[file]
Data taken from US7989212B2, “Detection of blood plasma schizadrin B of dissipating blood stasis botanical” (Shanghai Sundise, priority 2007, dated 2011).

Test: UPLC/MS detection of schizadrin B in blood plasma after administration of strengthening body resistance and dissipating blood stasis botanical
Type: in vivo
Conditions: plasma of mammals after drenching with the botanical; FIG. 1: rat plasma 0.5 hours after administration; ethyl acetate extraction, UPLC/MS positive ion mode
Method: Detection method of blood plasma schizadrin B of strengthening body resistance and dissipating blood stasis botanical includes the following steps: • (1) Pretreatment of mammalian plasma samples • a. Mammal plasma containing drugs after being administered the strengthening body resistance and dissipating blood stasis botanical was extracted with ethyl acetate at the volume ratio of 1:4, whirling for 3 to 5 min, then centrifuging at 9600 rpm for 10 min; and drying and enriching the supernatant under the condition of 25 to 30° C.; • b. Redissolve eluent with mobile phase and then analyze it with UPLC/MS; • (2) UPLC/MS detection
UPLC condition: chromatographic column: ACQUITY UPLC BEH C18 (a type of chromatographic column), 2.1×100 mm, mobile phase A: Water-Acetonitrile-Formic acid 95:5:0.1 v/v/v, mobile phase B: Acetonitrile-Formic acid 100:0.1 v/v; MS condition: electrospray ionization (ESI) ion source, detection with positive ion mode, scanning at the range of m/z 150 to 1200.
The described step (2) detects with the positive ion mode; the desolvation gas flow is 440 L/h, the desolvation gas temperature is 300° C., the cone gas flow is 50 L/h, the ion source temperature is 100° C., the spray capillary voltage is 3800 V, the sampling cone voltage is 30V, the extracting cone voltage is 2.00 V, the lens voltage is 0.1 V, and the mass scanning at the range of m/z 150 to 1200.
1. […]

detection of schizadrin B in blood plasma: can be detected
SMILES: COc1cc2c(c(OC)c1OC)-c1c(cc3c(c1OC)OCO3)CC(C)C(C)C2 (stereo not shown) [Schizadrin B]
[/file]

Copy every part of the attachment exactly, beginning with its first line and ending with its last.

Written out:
Data taken from US7989212B2, “Detection of blood plasma schizadrin B of dissipating blood stasis botanical” (Shanghai Sundise, priority 2007, dated 2011).

Test: UPLC/MS detection of schizadrin B in blood plasma after administration of strengthening body resistance and dissipating blood stasis botanical
Type: in vivo
Conditions: plasma of mammals after drenching with the botanical; FIG. 1: rat plasma 0.5 hours after administration; ethyl acetate extraction, UPLC/MS positive ion mode
Method: Detection method of blood plasma schizadrin B of strengthening body resistance and dissipating blood stasis botanical includes the following steps: • (1) Pretreatment of mammalian plasma samples • a. Mammal plasma containing drugs after being administered the strengthening body resistance and dissipating blood stasis botanical was extracted with ethyl acetate at the volume ratio of 1:4, whirling for 3 to 5 min, then centrifuging at 9600 rpm for 10 min; and drying and enriching the supernatant under the condition of 25 to 30° C.; • b. Redissolve eluent with mobile phase and then analyze it with UPLC/MS; • (2) UPLC/MS detection
UPLC condition: chromatographic column: ACQUITY UPLC BEH C18 (a type of chromatographic column), 2.1×100 mm, mobile phase A: Water-Acetonitrile-Formic acid 95:5:0.1 v/v/v, mobile phase B: Acetonitrile-Formic acid 100:0.1 v/v; MS condition: electrospray ionization (ESI) ion source, detection with positive ion mode, scanning at the range of m/z 150 to 1200.
The described step (2) detects with the positive ion mode; the desolvation gas flow is 440 L/h, the desolvation gas temperature is 300° C., the cone gas flow is 50 L/h, the ion source temperature is 100° C., the spray capillary voltage is 3800 V, the sampling cone voltage is 30V, the extracting cone voltage is 2.00 V, the lens voltage is 0.1 V, and the mass scanning at the range of m/z 150 to 1200.
1. […]

detection of schizadrin B in blood plasma: can be detected
SMILES: COc1cc2c(c(OC)c1OC)-c1c(cc3c(c1OC)OCO3)CC(C)C(C)C2 (stereo not shown) [Schizadrin B]